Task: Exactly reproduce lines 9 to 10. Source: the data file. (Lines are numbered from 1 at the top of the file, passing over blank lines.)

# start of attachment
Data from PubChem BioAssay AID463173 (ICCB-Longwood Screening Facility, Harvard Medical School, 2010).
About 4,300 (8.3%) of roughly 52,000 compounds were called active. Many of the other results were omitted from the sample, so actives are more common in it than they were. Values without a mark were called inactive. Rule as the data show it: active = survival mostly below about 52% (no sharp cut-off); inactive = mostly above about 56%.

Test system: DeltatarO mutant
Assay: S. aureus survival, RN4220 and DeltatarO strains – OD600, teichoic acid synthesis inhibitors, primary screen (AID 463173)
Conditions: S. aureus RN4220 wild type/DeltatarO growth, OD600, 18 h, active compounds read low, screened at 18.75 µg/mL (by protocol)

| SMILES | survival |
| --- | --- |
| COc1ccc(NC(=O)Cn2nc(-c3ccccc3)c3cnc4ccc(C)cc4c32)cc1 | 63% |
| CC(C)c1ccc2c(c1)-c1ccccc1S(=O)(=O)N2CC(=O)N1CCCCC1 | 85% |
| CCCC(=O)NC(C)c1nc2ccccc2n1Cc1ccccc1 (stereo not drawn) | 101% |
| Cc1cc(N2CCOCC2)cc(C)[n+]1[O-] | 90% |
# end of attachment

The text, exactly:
| CC(C)c1ccc2c(c1)-c1ccccc1S(=O)(=O)N2CC(=O)N1CCCCC1 | 85% |
| CCCC(=O)NC(C)c1nc2ccccc2n1Cc1ccccc1 (stereo not drawn) | 101% |